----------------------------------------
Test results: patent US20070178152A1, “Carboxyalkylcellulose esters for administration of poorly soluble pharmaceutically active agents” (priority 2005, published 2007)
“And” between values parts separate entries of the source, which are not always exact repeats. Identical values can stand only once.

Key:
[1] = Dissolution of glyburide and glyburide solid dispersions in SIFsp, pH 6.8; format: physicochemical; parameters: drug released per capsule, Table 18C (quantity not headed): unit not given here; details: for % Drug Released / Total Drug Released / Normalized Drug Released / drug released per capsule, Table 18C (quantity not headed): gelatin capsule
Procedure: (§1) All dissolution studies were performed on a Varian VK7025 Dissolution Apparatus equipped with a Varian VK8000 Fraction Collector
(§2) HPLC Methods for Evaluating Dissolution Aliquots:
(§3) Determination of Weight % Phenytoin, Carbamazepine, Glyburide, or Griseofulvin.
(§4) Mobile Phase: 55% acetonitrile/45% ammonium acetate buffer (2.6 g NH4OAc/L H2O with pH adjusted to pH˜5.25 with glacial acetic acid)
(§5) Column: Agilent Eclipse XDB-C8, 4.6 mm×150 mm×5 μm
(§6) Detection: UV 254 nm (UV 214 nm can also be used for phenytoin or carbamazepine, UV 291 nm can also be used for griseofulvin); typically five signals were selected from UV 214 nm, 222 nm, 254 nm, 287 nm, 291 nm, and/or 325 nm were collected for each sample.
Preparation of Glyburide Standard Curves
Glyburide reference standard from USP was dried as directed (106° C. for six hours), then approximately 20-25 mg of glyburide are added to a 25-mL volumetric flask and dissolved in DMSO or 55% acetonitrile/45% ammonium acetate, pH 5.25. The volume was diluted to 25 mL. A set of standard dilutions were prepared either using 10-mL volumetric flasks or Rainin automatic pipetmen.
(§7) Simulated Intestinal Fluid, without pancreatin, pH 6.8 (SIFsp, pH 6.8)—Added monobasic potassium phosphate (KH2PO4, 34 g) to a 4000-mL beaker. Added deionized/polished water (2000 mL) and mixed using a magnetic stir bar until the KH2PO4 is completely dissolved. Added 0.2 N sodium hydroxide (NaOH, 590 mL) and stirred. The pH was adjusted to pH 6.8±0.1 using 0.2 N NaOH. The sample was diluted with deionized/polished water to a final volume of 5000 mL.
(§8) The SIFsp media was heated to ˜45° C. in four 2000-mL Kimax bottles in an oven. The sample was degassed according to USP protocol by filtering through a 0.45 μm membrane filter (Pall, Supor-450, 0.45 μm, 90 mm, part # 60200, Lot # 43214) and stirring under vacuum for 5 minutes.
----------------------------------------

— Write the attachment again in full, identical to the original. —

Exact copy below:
Test results: patent US20070178152A1, “Carboxyalkylcellulose esters for administration of poorly soluble pharmaceutically active agents” (priority 2005, published 2007)
“And” between values parts separate entries of the source, which are not always exact repeats. Identical values can stand only once.

Key:
[1] = Dissolution of glyburide and glyburide solid dispersions in SIFsp, pH 6.8; format: physicochemical; parameters: drug released per capsule, Table 18C (quantity not headed): unit not given here; details: for % Drug Released / Total Drug Released / Normalized Drug Released / drug released per capsule, Table 18C (quantity not headed): gelatin capsule
Procedure: (§1) All dissolution studies were performed on a Varian VK7025 Dissolution Apparatus equipped with a Varian VK8000 Fraction Collector
(§2) HPLC Methods for Evaluating Dissolution Aliquots:
(§3) Determination of Weight % Phenytoin, Carbamazepine, Glyburide, or Griseofulvin.
(§4) Mobile Phase: 55% acetonitrile/45% ammonium acetate buffer (2.6 g NH4OAc/L H2O with pH adjusted to pH˜5.25 with glacial acetic acid)
(§5) Column: Agilent Eclipse XDB-C8, 4.6 mm×150 mm×5 μm
(§6) Detection: UV 254 nm (UV 214 nm can also be used for phenytoin or carbamazepine, UV 291 nm can also be used for griseofulvin); typically five signals were selected from UV 214 nm, 222 nm, 254 nm, 287 nm, 291 nm, and/or 325 nm were collected for each sample.
Preparation of Glyburide Standard Curves
Glyburide reference standard from USP was dried as directed (106° C. for six hours), then approximately 20-25 mg of glyburide are added to a 25-mL volumetric flask and dissolved in DMSO or 55% acetonitrile/45% ammonium acetate, pH 5.25. The volume was diluted to 25 mL. A set of standard dilutions were prepared either using 10-mL volumetric flasks or Rainin automatic pipetmen.
(§7) Simulated Intestinal Fluid, without pancreatin, pH 6.8 (SIFsp, pH 6.8)—Added monobasic potassium phosphate (KH2PO4, 34 g) to a 4000-mL beaker. Added deionized/polished water (2000 mL) and mixed using a magnetic stir bar until the KH2PO4 is completely dissolved. Added 0.2 N sodium hydroxide (NaOH, 590 mL) and stirred. The pH was adjusted to pH 6.8±0.1 using 0.2 N NaOH. The sample was diluted with deionized/polished water to a final volume of 5000 mL.
(§8) The SIFsp media was heated to ˜45° C. in four 2000-mL Kimax bottles in an oven. The sample was degassed according to USP protocol by filtering through a 0.45 μm membrane filter (Pall, Supor-450, 0.45 μm, 90 mm, part # 60200, Lot # 43214) and stirring under vacuum for 5 minutes.